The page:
Learning about money
Students ages 6 and 7
May or October
3 hours and 30 minutes
Area of learning:
- Environment and consumption
Financial and cooperative skills
- Learning the value of Canadian coins and bills
- Recognizing Canadian money
- Making a purchase under a certain amount
Students learn to understand and calculate the value of coins and bills.
All the documents you need to carry out this activity are in the right-hand column under Useful links.
Task 1: Differentiating between value and quantity
At the end of this task, students will be able to differentiate between the value and quantity of coins and bills.
- Time required
45 minutes (including time for cutting)
- Teaching material:
Canada's Coins and Bank Notes
(PDF, 2.46 MB)
- Form 2 piles of coins for the class. Ask students to name the pile with the most money.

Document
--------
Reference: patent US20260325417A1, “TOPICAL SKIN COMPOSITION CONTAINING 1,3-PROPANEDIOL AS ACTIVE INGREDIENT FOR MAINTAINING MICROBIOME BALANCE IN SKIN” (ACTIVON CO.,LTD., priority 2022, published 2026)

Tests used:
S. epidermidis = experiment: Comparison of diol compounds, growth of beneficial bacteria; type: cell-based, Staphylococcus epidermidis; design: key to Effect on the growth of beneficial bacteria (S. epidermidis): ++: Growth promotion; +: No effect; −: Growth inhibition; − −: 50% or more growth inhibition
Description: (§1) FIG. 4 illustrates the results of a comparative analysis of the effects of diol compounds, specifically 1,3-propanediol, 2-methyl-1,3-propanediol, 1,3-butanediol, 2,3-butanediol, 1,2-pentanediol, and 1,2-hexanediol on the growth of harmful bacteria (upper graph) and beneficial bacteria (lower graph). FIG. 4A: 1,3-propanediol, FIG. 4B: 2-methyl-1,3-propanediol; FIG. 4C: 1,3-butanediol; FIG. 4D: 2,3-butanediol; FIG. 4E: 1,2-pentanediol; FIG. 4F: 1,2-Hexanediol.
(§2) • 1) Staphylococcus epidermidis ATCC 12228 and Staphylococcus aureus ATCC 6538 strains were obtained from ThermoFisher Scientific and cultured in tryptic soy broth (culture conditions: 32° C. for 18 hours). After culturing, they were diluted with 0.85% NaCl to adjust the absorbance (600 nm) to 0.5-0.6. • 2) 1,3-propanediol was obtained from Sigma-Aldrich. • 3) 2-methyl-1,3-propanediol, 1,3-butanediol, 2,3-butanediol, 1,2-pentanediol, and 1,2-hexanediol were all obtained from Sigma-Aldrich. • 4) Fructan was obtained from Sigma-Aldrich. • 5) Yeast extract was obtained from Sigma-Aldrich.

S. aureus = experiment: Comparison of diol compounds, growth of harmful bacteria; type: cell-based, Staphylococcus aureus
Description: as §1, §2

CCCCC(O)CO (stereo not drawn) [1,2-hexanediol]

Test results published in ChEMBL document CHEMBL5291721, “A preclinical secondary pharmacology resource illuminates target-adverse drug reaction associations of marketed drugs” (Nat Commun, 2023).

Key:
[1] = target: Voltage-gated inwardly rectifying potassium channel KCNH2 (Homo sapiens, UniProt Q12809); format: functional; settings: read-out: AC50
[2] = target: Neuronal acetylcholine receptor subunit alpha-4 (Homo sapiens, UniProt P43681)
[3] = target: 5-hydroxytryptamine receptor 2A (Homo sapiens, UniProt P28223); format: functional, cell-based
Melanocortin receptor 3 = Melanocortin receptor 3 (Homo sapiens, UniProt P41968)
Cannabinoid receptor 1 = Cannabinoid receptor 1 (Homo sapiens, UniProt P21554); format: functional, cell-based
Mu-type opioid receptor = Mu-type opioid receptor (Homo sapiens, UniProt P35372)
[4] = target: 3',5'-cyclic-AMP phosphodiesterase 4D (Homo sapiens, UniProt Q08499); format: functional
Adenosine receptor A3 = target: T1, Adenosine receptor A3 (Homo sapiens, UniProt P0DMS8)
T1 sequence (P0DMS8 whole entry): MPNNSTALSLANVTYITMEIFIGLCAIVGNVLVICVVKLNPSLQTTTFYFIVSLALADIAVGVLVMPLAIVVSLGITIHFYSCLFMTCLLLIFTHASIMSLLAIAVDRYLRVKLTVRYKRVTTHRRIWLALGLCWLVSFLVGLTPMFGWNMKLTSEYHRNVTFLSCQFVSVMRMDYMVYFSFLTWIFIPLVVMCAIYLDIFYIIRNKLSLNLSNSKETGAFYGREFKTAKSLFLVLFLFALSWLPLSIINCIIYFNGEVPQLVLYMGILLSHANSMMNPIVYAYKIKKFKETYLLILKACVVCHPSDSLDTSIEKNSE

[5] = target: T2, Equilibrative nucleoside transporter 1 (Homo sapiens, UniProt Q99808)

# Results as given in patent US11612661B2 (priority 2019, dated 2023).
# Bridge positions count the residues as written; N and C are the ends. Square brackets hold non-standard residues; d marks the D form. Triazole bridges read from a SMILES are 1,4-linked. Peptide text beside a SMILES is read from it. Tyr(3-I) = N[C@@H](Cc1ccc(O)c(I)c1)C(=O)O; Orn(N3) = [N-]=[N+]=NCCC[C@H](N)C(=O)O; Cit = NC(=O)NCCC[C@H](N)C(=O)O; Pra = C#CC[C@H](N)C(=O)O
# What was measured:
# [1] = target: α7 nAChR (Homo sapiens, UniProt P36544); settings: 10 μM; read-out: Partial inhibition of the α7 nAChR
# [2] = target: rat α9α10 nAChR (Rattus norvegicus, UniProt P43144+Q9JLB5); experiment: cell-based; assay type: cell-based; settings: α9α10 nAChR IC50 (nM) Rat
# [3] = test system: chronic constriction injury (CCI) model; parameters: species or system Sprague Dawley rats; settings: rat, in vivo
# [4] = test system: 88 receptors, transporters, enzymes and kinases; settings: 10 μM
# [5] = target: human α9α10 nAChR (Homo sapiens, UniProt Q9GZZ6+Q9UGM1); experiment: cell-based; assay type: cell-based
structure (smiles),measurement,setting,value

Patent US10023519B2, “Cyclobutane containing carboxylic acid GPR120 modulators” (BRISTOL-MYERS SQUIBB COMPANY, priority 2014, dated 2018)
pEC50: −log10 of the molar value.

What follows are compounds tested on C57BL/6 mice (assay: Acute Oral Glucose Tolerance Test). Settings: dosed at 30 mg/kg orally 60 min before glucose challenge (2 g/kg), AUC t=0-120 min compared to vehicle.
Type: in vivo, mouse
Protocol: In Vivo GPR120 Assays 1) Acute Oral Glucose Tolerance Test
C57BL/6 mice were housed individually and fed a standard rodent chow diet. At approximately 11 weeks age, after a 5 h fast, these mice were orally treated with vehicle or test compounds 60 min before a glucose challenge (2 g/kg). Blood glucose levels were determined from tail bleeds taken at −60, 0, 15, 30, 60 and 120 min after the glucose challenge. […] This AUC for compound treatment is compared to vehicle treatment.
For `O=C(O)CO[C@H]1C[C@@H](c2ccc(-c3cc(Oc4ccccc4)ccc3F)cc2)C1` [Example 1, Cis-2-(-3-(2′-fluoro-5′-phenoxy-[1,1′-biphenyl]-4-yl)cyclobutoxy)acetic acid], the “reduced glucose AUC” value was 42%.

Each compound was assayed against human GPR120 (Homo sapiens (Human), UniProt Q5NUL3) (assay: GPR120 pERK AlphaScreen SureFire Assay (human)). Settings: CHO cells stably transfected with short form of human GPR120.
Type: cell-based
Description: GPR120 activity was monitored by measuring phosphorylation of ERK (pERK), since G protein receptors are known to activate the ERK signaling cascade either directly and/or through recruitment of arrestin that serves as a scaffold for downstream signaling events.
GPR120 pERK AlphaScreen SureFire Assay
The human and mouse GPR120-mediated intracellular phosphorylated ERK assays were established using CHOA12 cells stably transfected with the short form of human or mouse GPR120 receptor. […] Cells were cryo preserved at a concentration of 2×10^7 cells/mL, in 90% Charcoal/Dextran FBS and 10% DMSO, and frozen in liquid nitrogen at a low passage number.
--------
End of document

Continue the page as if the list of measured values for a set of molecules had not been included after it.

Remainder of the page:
- Count the pile for the students and demonstrate that the largest pile (with the largest quantity of coins) isn't necessarily the pile with the largest monetary value.
- Discuss the definitions of the words value and quantity.
- Hand out the Canada's Coins and Bills sheet and have the children cut out the coins and bills.
- Ask students to use the cut-outs to individually answer the following two questions:
- QWhat quantity of coins and bills do you have? The team should have 12 coins and 6 bills.
- What is the value of all the coins and bills? The team should have $76 and $0.80.
- Example of money piles for comparison:
A large pile of nickels and a small pile of quarters. It's important to show the difference between quantity and value.
- Value: what an object is worth, its price
- Quantity: number of elements in a whole